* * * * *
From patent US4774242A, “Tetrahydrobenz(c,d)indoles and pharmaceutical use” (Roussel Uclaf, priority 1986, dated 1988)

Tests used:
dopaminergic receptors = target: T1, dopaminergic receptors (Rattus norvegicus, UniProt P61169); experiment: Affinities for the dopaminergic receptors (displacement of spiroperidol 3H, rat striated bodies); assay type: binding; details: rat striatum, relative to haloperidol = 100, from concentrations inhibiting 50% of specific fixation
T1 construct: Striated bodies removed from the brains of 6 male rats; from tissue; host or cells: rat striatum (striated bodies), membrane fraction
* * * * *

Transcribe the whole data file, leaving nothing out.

From patent US4774242A, “Tetrahydrobenz(c,d)indoles and pharmaceutical use” (Roussel Uclaf, priority 1986, dated 1988)

Tests used:
dopaminergic receptors = target: T1, dopaminergic receptors (Rattus norvegicus, UniProt P61169); experiment: Affinities for the dopaminergic receptors (displacement of spiroperidol 3H, rat striated bodies); assay type: binding; details: rat striatum, relative to haloperidol = 100, from concentrations inhibiting 50% of specific fixation
T1 construct: Striated bodies removed from the brains of 6 male rats; from tissue; host or cells: rat striatum (striated bodies), membrane fraction